From Windows to Mac

It’s been a journey that many have taken.

Migrating from a Windows operating system to Mac.

The word Mac used to grit through my clenched teeth, I almost spat it out at the thought of using one. What has happened in the mean time has been interesting.

I like to muck around with computers and hardware and have done for many years, I like that side of computers, so to have something that I cannot open up and fiddle with seems quite the opposite of what I would want to do. With a PC you can fiddle to your hearts content and upgrade it whenever you please. Short of putting more RAM in, a Mac is not that easy to fiddle with. Then again, if it just worked, all the time, why would you want to?

It’s like this analogy.

Think of it as an old beat up car that you can open up and fiddle with, change the timing on a whim, replace the coolant by unplugging the rubber stopper, compared to a nice shiny new car that you cannot necessarily do that with, but why would you want to, because it just works. A shiny new car doesn’t have to be restarted while you are using it, just to be secure.

A Windows machine is just like the old beat up car. Gets you ‘from a to b’, it might do it slowly and it might break down along the way, but hey, it’s cheap, who cares!! And it gets you there eventually.

The Mac is like the new shiny car, plenty of speed from the get go, reliable and secure.

But it’s not all Microsoft’s fault, surely. They didn’t design every piece of the million hardware trinkets you can get with a PC, so the slowness, viruses and instability just isn’t their fault! That may very well be the case, but as a customer, that shouldn’t be your problem, you shouldn’t have to suffer!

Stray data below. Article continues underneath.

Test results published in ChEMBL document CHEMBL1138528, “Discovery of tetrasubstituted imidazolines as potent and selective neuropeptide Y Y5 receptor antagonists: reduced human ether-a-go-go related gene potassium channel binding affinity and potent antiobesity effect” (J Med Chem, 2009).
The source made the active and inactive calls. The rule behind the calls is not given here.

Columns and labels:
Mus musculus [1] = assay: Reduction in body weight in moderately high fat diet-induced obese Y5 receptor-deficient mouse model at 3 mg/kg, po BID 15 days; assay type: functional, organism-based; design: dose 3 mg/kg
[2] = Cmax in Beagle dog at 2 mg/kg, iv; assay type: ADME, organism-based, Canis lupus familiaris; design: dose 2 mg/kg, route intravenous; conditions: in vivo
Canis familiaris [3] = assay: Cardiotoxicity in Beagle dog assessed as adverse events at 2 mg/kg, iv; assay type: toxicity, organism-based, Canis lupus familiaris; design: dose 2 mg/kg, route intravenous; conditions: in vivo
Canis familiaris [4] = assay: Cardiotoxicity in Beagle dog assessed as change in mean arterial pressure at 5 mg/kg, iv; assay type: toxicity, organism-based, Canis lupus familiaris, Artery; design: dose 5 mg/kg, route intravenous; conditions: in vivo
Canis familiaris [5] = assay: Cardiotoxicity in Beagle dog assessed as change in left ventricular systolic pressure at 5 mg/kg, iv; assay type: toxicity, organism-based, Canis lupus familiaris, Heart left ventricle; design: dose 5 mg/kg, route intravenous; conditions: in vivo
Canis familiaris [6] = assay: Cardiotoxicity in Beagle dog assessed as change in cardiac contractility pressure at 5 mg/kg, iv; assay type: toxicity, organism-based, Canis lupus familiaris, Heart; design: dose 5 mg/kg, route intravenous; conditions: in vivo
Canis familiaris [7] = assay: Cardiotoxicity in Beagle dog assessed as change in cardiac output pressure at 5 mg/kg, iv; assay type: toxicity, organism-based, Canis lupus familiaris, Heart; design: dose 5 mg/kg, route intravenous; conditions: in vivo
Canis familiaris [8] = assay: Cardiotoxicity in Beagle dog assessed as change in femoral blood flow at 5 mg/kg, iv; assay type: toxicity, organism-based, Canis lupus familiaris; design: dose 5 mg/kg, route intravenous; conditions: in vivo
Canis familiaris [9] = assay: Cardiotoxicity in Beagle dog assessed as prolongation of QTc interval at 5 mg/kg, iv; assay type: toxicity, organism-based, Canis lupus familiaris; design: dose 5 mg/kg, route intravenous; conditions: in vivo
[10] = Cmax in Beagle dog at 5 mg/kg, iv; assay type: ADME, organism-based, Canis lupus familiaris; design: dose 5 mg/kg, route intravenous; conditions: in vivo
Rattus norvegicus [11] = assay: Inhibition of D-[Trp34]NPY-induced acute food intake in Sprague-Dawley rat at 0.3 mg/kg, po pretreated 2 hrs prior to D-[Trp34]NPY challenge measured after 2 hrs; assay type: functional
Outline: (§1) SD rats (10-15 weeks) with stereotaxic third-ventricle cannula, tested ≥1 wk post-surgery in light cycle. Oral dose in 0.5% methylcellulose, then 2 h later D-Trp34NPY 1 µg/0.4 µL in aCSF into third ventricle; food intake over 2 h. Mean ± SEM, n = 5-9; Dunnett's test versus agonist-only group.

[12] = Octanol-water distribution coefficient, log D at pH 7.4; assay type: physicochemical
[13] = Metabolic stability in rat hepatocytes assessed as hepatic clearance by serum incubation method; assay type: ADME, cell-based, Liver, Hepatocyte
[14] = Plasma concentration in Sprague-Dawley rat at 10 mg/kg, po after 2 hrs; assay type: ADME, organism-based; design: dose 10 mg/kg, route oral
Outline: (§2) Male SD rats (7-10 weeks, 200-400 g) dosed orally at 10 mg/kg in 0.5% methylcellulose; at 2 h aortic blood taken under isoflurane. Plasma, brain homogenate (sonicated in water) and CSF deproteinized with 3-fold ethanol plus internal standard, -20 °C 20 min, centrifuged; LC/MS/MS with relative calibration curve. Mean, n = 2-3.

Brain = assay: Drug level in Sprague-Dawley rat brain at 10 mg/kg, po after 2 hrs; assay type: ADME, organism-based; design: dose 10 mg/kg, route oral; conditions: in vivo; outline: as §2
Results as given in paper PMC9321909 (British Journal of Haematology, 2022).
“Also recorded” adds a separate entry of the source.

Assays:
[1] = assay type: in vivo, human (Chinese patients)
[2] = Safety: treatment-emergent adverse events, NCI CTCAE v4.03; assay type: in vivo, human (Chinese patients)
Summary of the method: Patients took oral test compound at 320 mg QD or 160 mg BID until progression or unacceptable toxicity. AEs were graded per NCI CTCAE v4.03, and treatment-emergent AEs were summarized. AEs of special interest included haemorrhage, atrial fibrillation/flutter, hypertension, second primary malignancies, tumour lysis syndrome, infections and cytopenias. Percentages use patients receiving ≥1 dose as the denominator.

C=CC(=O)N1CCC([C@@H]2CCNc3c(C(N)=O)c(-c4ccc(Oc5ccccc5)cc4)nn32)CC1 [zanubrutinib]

Several features in using these two operating systems over the past few months have me sticking with Mac for the desktop for the foreseeable future.

Spotlight search

As much as Microsoft is slow in catching up with great ideas, even with Windows 7, they haven’t caught up.

Spotlight search is an instant search feature on the Mac, and when I say instant, it’s instant.

You can type anything in the search bar and it will search files, folders, emails, photos, music etc… for that name and display the results in an easy to use, categorised menu.

Even better than this, the search feature is available on every Open dialog box, so if you have to open a file, no more trawling through your file system trying to find it, just type the name in the search box, voila!

The mind boggles as to why Windows 7 still does not have this feature.

Integrated graphical subsystem

Where Windows 7 will need a good graphics card etc to display it’s fancy stuff on screen, the Mac OSX operating system uses vector’s to display graphics, which doesn’t take a hit on the CPU/GPU to display 3D effects, the Windows 7 version is the ‘poor mans graphic effects’ (think of your old car analogy here :)), so the operating system speed doesn’t rely on graphics but only on how it’s designed.


The widgets system is also very handy, if I have to write a note, do a calculation or check the latest dilbert, I can simply press F4 and it all appears on screen, very handy.

Move to trash application feature